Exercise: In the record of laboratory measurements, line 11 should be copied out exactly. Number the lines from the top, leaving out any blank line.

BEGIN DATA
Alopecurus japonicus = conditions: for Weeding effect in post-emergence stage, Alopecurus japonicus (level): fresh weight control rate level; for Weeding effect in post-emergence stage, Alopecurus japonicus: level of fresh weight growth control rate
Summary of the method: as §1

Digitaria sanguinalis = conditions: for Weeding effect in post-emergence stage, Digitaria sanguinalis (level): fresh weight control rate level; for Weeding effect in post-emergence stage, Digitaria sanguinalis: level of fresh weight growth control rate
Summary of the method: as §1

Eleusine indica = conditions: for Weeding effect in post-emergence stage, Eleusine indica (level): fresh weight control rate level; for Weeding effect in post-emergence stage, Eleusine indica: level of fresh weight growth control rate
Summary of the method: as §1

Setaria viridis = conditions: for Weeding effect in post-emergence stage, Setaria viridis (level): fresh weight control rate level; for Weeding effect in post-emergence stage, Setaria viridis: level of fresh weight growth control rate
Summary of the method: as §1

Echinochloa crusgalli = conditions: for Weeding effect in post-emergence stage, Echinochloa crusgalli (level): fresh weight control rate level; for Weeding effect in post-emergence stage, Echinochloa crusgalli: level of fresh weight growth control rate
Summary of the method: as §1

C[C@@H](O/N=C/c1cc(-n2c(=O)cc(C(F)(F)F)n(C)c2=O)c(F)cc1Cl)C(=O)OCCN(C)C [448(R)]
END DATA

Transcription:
C[C@@H](O/N=C/c1cc(-n2c(=O)cc(C(F)(F)F)n(C)c2=O)c(F)cc1Cl)C(=O)OCCN(C)C [448(R)]